We started to hand over hand climbing, and I paused to look up, watching the weather starting to dramatically change, with storm clouds flooding the valley. I realized that we had committed at this point and couldn’t back off, and it started to become scary. My wife slipped and almost fell, unable to trust any of the rocks she was grabbing on to hold, and the porters were having to assist one of our other friends to move by move, while I clung precariously to bits of rock trying to gingerly move from hold to hold. Somehow or other, we slowly made progress, and suddenly found ourselves back on deep snow, with a layer of ice underneath. We had to kick another 15 steps, did so, breathing nervous sighs of relief every time we inched forward, and then all of the sudden there was firm ground, and we were on the pass. Everyone was exhausted, shaking, and overwhelmed, but also exhilarated.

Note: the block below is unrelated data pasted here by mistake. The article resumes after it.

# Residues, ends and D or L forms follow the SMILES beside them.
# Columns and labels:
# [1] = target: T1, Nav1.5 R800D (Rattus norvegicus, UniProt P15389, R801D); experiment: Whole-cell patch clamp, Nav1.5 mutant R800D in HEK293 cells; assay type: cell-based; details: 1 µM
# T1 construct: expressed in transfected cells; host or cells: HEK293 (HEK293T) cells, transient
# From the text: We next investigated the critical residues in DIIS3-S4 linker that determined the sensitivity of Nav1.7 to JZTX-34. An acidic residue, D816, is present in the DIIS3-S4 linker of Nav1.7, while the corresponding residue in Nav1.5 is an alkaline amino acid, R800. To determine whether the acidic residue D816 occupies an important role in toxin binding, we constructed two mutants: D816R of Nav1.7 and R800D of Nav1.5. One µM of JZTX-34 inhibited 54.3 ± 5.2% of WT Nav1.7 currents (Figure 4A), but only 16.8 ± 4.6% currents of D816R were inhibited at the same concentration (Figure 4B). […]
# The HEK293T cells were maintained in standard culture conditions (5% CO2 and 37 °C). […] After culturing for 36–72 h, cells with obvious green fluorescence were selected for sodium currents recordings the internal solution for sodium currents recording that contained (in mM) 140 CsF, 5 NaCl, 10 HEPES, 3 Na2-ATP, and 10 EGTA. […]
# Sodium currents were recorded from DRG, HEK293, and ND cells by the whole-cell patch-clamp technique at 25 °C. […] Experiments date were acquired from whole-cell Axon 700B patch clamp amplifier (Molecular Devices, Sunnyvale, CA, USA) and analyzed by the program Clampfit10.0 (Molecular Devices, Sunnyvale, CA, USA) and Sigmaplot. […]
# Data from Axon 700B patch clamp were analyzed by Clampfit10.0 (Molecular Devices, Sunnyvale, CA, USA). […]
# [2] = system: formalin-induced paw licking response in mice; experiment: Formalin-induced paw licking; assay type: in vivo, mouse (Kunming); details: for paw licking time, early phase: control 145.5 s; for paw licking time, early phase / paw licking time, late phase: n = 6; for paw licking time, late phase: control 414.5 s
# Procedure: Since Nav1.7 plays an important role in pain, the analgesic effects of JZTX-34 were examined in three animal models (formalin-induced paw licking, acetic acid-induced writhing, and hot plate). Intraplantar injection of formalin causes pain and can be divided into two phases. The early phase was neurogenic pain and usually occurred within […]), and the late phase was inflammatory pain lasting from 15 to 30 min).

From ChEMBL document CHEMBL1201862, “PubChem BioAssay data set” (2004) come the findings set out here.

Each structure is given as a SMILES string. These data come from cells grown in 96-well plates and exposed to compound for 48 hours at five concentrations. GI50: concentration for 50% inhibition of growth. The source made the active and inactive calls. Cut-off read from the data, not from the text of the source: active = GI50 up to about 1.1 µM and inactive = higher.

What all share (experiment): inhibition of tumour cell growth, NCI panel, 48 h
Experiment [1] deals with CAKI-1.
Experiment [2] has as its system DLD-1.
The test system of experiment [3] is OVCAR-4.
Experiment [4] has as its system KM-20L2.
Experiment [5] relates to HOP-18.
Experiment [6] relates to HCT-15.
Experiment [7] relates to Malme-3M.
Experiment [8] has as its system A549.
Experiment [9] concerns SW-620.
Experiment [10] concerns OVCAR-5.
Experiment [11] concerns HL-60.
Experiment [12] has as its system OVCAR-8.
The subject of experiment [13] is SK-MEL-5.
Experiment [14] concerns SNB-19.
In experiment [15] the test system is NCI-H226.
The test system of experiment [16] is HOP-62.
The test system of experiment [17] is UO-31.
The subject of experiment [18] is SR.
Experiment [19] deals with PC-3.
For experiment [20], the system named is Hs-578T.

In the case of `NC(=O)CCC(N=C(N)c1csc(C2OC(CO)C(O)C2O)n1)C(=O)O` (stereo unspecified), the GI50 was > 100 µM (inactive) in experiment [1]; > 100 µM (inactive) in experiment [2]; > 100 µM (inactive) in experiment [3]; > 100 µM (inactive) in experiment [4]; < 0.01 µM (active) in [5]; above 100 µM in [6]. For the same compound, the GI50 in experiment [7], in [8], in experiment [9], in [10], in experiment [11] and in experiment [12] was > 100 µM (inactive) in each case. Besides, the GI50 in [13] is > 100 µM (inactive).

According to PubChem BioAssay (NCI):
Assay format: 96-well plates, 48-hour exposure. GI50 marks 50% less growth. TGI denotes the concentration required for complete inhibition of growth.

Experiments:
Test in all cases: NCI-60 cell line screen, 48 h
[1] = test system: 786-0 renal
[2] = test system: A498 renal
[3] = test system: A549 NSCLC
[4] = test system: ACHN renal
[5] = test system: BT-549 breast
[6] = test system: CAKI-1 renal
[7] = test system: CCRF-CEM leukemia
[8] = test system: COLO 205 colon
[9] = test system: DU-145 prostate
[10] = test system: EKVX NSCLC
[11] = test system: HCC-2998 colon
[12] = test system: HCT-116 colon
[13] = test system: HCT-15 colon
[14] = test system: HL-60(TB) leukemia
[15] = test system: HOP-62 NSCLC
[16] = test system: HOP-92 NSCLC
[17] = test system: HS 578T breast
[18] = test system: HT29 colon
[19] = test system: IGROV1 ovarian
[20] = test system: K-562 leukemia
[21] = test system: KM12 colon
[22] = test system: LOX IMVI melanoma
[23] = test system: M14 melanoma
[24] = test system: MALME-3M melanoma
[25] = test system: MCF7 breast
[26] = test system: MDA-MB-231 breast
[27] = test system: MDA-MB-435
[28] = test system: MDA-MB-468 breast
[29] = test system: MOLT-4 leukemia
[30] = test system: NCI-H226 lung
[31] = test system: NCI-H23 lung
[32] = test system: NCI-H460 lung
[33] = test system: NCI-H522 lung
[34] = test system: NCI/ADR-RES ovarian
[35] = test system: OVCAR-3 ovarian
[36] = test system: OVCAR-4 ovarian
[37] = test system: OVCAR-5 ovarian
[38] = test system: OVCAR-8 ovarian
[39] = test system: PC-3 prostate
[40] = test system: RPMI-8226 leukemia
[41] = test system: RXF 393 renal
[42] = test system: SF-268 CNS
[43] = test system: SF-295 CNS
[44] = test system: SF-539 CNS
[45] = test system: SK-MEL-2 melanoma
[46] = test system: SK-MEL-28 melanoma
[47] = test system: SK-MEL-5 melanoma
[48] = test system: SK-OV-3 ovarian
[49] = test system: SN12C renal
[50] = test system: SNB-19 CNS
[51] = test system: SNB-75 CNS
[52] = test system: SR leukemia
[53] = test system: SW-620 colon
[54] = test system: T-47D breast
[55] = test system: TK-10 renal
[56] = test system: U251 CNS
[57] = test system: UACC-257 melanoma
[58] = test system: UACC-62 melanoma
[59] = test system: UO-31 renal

There was no snow on the other side of the pass it was just a leisurely walk down to the valley on the other side, and the views up here were surreal, with the crystal blue lakes of Besh Kol below, and a mix of red, black, and snow-covered peaks on all sides. The view of the Pamirs from here is said to be the best in the region, but as the weather had changed and was starting to rain, we just had to take satisfaction in what we’d accomplished.
A few hours later, we were back in the world of water and wildflowers, camped along a rushing river, warm, dry, and sated. As I climbed into my sleeping bag and my head hit the pillow, I thought about this magical Central Asian republic and knew I’d be returning again and again.